I thought I heard them say...

'Welcome to the Hotel California'
'Such a lovely place' (such a lovely place)
'Such a lovely face'
'There's plenty of room at the Hotel California'
'Any time of year' (any time of year)
'You can find it here'

Even though the Trotskyists were severely critical of the Soviet Union and had predicted that it would collapse some time or other because of its many internal contradictions the actual disintegration of the socialist block that began in 1989 hit them hard also. The Inquilabi Communist Sangathan saw a lot of internal upheaval and in the process Bina and a few others decided to part ways not only with the party but also with Marxism. Thereafter Bina concentrated on being a feminist and human rights activist trying to maintain secularism in the highly charged communal atmosphere of Gujarat and also campaigning vigorously against the Sardar Sarovar Dam on the Narmada river. Both activities were fraught with danger. Consequently the Gujarat riots of 2001 hit her very hard and she never fully recovered from the deep mental agony she felt at the pogroms that were conducted against the mulsims in which she lost many close friends of hers. She was also partly affected by the fact that though she was a prolific writer in magazines and journals she was not able to publish her written work as a full length book despite many efforts made in this regard. Last year finally she succeeded in this and her first book on feminism was published to good critical reviews - "Negotiating Complexities: A Collection of Feminist Essays". This seemed to lift her out of her depression considerably when she was suddenly taken ill with a severe bout of pneumonia. Inexplicably she never recovered and died in hospital after just two days leaving all her dear and near ones shocked and numbed. I can do no better than dedicate the last stanza of Hotel California to the memory of this brave and deeply human friend of mine who made me aware of many of my blind spots -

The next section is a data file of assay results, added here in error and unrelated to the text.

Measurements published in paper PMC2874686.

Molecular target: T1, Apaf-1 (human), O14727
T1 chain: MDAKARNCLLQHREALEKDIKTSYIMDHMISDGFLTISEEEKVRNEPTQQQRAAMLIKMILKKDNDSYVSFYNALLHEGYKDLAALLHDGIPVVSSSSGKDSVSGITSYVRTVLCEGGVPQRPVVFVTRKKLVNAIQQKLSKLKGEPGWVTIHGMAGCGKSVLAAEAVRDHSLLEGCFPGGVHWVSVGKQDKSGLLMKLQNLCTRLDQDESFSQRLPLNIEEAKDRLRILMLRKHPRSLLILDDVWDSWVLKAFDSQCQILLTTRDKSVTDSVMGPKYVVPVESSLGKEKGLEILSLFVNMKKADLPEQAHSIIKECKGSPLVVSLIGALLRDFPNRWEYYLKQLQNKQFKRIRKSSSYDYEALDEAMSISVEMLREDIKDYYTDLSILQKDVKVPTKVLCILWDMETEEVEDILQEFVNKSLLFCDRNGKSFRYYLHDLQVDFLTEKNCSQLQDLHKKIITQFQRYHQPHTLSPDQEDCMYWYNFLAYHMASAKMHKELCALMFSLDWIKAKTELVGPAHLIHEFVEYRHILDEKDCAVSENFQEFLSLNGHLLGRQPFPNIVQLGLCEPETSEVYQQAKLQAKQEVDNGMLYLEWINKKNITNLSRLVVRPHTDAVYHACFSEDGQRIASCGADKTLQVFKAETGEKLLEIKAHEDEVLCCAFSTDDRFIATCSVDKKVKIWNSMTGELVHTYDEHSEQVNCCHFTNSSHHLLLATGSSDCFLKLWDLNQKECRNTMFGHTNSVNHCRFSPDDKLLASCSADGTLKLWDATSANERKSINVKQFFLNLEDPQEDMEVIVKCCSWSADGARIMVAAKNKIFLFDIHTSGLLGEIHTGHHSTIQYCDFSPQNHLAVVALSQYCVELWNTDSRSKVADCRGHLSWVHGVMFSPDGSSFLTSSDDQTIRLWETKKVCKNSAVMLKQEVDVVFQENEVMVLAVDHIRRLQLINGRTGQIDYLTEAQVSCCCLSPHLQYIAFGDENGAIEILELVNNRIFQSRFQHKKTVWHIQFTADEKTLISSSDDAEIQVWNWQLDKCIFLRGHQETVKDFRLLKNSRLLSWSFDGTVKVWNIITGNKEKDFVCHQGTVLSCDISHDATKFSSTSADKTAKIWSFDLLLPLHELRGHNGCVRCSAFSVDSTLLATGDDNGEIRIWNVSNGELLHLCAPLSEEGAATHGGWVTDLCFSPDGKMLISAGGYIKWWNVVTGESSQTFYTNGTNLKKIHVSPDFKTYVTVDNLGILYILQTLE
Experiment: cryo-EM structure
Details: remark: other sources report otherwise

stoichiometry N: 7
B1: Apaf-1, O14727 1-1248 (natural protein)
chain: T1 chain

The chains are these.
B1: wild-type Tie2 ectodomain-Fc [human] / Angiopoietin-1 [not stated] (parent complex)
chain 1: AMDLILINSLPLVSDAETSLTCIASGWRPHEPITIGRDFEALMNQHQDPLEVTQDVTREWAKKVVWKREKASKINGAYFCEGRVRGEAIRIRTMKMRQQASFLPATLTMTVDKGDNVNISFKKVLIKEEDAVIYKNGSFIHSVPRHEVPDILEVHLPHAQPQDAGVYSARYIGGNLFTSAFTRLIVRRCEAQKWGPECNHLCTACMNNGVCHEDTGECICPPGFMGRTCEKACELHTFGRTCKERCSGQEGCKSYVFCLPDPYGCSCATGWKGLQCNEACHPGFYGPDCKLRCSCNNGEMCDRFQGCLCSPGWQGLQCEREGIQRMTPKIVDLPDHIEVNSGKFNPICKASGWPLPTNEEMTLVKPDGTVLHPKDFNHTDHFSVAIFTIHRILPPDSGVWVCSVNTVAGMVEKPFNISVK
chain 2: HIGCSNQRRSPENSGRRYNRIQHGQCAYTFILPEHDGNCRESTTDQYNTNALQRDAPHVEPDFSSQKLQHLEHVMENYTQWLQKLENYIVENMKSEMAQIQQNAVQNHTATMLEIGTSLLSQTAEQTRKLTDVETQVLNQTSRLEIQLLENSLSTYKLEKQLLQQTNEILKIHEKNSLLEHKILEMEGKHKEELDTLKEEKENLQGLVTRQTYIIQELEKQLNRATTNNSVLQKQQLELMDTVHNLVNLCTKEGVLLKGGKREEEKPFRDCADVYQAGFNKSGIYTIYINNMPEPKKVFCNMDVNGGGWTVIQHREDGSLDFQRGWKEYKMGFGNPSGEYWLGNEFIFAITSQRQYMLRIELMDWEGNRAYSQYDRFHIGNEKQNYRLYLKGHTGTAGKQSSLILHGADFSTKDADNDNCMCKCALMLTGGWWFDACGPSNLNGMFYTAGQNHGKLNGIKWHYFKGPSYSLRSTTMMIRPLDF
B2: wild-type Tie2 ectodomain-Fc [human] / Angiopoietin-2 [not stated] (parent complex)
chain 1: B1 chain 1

Mirrors on the ceiling, the pink champagne on ice
And she said 'We are all just prisoners here, of our own device'
And in the master's chambers, they gathered for the feast
They stab it with their steely knives, but they just can't kill the beast
Last thing I remember, I was running for the door
I had to find the passage back to the place I was before
'Relax' said the night man, 'We are programed to receive'
'You can check out any time you like, but you can never leave'

The Eagles played a new and fabulous acoustic version of the song during their "Hell Freezes Over" live tour and to see them performing live click here


lamp post said...

Their last album was "Hell Freezes Over". The song Hotel California was came back in this album , played mostly on Acoustic guiter - it is more matured and superb. It can be heard at

Rahul Banerjee said...

thanks lamps for the tip. it would indeed be fascinating to listen to the number in acoustic guitar. its interesting how one can read new meaning into a song when heard in connection with a personal event in one's life.

Vidya said...

Reading your blog has been an eye-opener in the real sense of the term. Andolans, struggles against dams were all something theoritical one read about in the news. You succeeded in bringing a glimpse into the real life to some of us. Hats off for your effort and may your tribe increase! That said, I would like to read about the lives of girls, what they think of their future and where it lies , and if there have been changes in their/ their families outlook towards girl children and women in the life of the bhils considering the other social changes that impinge on them from time to time.

Rahul Banerjee said...

on the face of it there have been changes for the better in the lives of Bhil girls and women as I have described in the next post. However, patriarchy still rules supreme and it will take some hard work to improve matters further. One area of concern is the massive spread of alcoholism. The sale of toddy is a very lucrative proposition and women also are taking part in this activity and in the process becoming alcoholics.